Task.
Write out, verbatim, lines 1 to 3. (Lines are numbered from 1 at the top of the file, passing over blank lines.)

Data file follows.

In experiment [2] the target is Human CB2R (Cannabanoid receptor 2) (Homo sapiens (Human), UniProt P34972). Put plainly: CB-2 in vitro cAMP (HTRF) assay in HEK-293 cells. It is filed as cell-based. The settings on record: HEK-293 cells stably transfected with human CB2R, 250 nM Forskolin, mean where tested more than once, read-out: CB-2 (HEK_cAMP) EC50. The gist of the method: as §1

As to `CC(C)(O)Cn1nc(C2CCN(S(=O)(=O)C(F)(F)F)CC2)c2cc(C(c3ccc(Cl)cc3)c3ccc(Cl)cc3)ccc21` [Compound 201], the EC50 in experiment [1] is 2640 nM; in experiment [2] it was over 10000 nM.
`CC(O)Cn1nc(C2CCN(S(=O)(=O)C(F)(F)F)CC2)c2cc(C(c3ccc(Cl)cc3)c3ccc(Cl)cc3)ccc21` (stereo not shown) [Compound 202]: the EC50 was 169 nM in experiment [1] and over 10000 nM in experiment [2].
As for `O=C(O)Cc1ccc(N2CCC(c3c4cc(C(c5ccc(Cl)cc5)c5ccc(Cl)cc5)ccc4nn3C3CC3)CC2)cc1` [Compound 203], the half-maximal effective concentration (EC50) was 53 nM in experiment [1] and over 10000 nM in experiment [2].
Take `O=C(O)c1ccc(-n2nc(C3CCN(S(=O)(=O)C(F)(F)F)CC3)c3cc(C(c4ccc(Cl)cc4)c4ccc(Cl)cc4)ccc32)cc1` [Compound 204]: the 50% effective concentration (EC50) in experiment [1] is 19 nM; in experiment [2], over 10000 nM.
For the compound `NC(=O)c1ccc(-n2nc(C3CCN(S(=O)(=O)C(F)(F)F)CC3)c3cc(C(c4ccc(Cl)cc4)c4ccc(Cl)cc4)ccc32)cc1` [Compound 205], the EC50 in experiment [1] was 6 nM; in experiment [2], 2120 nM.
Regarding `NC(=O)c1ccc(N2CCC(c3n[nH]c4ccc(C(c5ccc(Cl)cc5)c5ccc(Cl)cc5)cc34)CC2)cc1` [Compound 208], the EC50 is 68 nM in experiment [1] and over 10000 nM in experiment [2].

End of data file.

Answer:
In experiment [2] the target is Human CB2R (Cannabanoid receptor 2) (Homo sapiens (Human), UniProt P34972). Put plainly: CB-2 in vitro cAMP (HTRF) assay in HEK-293 cells. It is filed as cell-based. The settings on record: HEK-293 cells stably transfected with human CB2R, 250 nM Forskolin, mean where tested more than once, read-out: CB-2 (HEK_cAMP) EC50. The gist of the method: as §1

As to `CC(C)(O)Cn1nc(C2CCN(S(=O)(=O)C(F)(F)F)CC2)c2cc(C(c3ccc(Cl)cc3)c3ccc(Cl)cc3)ccc21` [Compound 201], the EC50 in experiment [1] is 2640 nM; in experiment [2] it was over 10000 nM.
`CC(O)Cn1nc(C2CCN(S(=O)(=O)C(F)(F)F)CC2)c2cc(C(c3ccc(Cl)cc3)c3ccc(Cl)cc3)ccc21` (stereo not shown) [Compound 202]: the EC50 was 169 nM in experiment [1] and over 10000 nM in experiment [2].